But BlueShark, a joint initiative between the Swampworks division of the Office of Naval Research and the USC Institute for Creative Technologies, isn't actually about virtual reality per se. According to Mark Bolas, one of the USC project directors, VR is the place where the Navy can reach out and touch user interfaces which might not be practical to build this decade, let alone this year, because technologies like holographic displays and augmented reality windows don't yet exist at scale. "But we can mock them all up in the head-mounted display," says Bolas.

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  • David Pierce

    Jan 24, 2014

    David Pierce

    The Mac turns 30: a visual history

    In addition to everything else, the first Macintosh was funny. On January 24th, 1984, 30 years ago today, Steve Jobs first revealed the computer he’d been talking about so much onstage at the Flint Center at DeAnza College in Cupertino, and he let it speak for itself.

    27-year-old Jobs was all but unrecognizable from the turtleneck-wearing, polished presenter he would become. With long black hair, a gray suit that appears too large, and a green bow tie, he looks like a hippie dressed up for a relative’s wedding. As he unzips an odd, cooler-sized bag and pulls out a Macintosh with one hand, he appears less confident than relieved. Even moments before he took the stage, then-CEO John Sculley told CNET, Jobs was panicked: “I’m scared shitless,” he told Sculley. “This is the most important moment of my life.”

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  • Alexander Thompson

    Jan 14, 2014

    Alexander Thompson

    How to build the world's most amazing space telescope

    The Hubble Telescope has given us astonishing images of distant stars, but despite its accomplishments, it has a limited view of the heavens. Scientists and engineers are hard at work on a larger, more powerful successor — the James Webb Space Telescope. Hubble has had an impressive run — it’s been used to detect clouds on distant planets, find evidence of planets with glass rain, and image a star near the end of its life — but the Webb will be able to do more. The researchers behind Webb hope to probe the early universe by gathering some of the earliest, most distant light. And engineers building the telescope have recently completed a major milestone: finishing and delivering the mirrors that will be pieced together for Webb’s huge primary mirror.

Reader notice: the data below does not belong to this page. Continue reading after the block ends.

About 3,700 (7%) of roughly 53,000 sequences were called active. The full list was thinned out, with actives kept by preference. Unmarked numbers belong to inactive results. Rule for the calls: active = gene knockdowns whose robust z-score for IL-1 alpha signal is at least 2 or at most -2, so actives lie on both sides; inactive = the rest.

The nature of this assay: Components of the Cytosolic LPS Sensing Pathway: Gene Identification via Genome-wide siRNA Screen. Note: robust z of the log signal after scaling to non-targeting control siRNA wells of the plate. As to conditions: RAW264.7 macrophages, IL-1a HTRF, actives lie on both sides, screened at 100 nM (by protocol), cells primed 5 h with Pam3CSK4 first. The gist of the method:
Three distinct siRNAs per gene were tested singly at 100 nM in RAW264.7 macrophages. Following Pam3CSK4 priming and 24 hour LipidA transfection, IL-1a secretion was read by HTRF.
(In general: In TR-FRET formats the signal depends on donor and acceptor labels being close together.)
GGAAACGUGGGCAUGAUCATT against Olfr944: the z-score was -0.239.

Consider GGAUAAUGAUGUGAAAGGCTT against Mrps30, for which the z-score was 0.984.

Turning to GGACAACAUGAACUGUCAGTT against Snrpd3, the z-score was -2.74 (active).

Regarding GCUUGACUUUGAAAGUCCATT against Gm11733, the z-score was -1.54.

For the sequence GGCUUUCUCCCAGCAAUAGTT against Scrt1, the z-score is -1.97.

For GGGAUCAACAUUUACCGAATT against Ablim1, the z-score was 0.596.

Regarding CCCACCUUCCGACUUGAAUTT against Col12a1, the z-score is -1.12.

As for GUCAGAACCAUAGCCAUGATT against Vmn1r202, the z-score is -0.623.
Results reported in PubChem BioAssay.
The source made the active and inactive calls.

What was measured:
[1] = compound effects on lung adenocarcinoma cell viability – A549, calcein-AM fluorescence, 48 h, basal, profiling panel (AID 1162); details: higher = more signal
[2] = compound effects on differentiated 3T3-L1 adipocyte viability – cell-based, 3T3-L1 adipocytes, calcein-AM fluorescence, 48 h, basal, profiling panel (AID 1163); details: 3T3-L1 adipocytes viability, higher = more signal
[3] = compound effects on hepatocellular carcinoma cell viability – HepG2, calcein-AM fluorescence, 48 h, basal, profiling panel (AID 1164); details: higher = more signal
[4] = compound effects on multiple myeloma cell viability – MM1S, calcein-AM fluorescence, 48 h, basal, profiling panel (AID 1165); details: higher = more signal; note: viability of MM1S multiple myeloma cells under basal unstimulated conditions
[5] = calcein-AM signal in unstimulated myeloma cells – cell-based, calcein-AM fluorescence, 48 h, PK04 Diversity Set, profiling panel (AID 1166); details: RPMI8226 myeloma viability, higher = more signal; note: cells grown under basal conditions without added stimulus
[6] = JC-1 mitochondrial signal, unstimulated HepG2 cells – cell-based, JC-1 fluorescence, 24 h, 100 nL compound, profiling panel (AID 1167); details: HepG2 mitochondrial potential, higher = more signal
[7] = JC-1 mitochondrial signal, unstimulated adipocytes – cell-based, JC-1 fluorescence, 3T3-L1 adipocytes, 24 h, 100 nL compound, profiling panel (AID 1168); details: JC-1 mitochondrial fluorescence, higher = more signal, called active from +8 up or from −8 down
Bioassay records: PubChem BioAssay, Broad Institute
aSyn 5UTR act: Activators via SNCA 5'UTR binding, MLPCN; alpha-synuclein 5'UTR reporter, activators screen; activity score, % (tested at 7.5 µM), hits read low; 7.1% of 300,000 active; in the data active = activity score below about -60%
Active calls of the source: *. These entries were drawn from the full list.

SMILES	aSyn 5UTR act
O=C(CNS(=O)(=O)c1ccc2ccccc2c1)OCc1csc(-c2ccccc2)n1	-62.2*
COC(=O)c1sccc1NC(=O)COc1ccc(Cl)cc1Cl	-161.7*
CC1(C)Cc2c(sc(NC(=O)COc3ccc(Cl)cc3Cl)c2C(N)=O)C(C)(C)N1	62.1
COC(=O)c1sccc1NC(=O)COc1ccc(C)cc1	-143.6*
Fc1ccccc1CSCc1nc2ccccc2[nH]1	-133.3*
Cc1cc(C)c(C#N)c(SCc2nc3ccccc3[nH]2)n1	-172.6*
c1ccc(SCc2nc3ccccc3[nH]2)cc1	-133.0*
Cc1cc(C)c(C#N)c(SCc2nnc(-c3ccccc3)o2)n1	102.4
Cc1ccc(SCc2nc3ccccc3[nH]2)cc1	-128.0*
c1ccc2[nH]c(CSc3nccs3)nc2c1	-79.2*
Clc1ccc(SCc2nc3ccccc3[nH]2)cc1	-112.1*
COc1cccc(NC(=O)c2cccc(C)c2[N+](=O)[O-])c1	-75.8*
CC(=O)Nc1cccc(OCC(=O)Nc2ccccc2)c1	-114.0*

That mirror will be a stunning a 21 feet high, made of 18 smaller hexagonal mirrors. It’ll be used to help the telescope capture images of the night sky and also break down the spectrum of the incoming light to analyze properties of galaxies, stars, and even exoplanet atmospheres. The Webb venture isn’t just an American endeavor, but is part of an international collaboration that includes NASA, the European Space Agency, and the Canadian Space Agency.

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  • Adrianne Jeffries

    Dec 22, 2013

    Adrianne Jeffries

    Tomorrow's robots drive, climb, and drill through walls at DARPA trials

    This weekend 17 teams headed down to Homestead, Florida to compete in the DARPA Robotics Challenge Trials, a gauntlet of eight tasks designed to test robots that could aid after natural disasters.

    The tasks included driving a vehicle, traversing uneven terrain, climbing a ladder, clearing debris, opening a series of doors, drilling through a wall, opening a valve, and reeling a hose. Teams either built their own robots or wrote software to run on a Boston Dynamics Atlas robot.

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  • Nov 28, 2013

    Vlad Savov

    Shenzhen's new airport terminal puts the wonder back into flight

    Located just to the north of Hong Kong, Shenzhen enjoys the rare status of being a Special Economic Zone in the People's Republic of China. Holding that designation for over three decades now, the area has become a breeding ground for small electronics businesses and a big attraction for foreign investment. With its rapid growth comes the need for improved infrastructure, which is why China is today inaugurating a third terminal to the local Bao'an International Airport.